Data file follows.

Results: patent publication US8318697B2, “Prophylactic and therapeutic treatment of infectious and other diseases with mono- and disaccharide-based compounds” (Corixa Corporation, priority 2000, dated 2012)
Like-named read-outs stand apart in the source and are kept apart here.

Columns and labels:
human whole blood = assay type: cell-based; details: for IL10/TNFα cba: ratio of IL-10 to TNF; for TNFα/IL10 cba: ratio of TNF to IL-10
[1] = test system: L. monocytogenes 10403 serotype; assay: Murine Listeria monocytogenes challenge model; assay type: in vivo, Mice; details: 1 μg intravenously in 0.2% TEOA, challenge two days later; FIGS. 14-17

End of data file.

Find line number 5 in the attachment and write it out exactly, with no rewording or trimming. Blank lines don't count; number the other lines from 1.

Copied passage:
[1] = test system: L. monocytogenes 10403 serotype; assay: Murine Listeria monocytogenes challenge model; assay type: in vivo, Mice; details: 1 μg intravenously in 0.2% TEOA, challenge two days later; FIGS. 14-17